Mixtures of environmental contaminants and diabetes

Sci Total Environ. 2023 Feb 10;859(Pt 1):159993. doi: 10.1016/j.scitotenv.2022.159993. Epub 2022 Nov 8.


Background: Many studies have been published on the relationships between different environmental contaminants and diabetes. In these studies, the environmental contaminants have most often been evaluated one by one, but in real life we are exposed to a mixture of contaminants that interact with each other.

Objective: The major aim of this study was to see if a mixture of contaminants could improve the prediction of incident diabetes, using machine learning.

Methods: In the Prospective Investigation of the Vasculature in Uppsala (PIVUS) study (988 men and women aged 70 years), circulating levels of 42 contaminants from several chemical classes were measured at baseline. Incident diabetes was followed for 15 years. Six different machine-learning models were used to predict prevalent diabetes (n = 115). The variables with top importance were thereafter used to predict incident diabetes (n = 83).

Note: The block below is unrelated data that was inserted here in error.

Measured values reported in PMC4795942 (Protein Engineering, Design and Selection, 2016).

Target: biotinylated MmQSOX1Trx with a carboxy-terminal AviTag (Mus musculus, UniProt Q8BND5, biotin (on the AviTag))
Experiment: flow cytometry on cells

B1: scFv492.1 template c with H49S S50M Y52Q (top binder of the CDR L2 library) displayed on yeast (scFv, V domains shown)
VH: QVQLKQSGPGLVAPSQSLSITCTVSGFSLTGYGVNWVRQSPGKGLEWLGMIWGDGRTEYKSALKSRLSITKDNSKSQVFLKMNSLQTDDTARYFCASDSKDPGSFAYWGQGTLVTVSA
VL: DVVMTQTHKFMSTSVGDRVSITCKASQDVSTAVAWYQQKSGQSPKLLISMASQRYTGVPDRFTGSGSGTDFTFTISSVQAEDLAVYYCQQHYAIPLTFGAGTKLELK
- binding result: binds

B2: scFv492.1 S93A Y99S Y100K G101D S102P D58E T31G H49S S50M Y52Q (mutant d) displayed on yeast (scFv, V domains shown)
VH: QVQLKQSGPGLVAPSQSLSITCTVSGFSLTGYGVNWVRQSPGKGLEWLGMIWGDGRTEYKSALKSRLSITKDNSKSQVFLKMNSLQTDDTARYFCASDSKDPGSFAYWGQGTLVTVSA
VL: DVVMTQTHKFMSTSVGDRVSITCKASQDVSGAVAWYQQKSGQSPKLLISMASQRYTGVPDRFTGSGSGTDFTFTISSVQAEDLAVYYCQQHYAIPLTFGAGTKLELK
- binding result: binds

Results: Boosted regression trees performed best regarding prediction of prevalent diabetes (area under the ROC-curve = 0.70). Following removal of correlated contaminants, the addition of nine selected contaminants (Cd, Pb, Trans-nonachlor the phthalate MiBP, Hg, Ni, PCB126, PCB169 and PFOS) resulted in a significant improvement of 6.0 % of the ROC curve (from 0.66 to 0.72, p = 0.018) regarding incident diabetes (n = 51) compared with a baseline model including sex and BMI when the first 5 years of the follow-up was used. No such improvement in prediction was seen over 15 years follow-up. The single contaminant being most closely related to incident diabetes over 5 years was Nickel (odds ratio 1.44 for a SD change, 95 % CI 1.05-1.95, p = 0.022).

Conclusion: This study supports the view that machine learning was useful in finding a mixture of important contaminants that improved prediction of incident diabetes. This improvement in prediction was seen only during the first 5 years of follow-up.

Keywords: Diabetes; Environmental contaminants; Epidemiology; Machine learning; Mixtures.

MeSH terms

  • Diabetes Mellitus* / epidemiology
  • Female
  • Humans
  • Male
  • Mercury*
  • Odds Ratio
  • Prospective Studies
  • ROC Curve


  • Mercury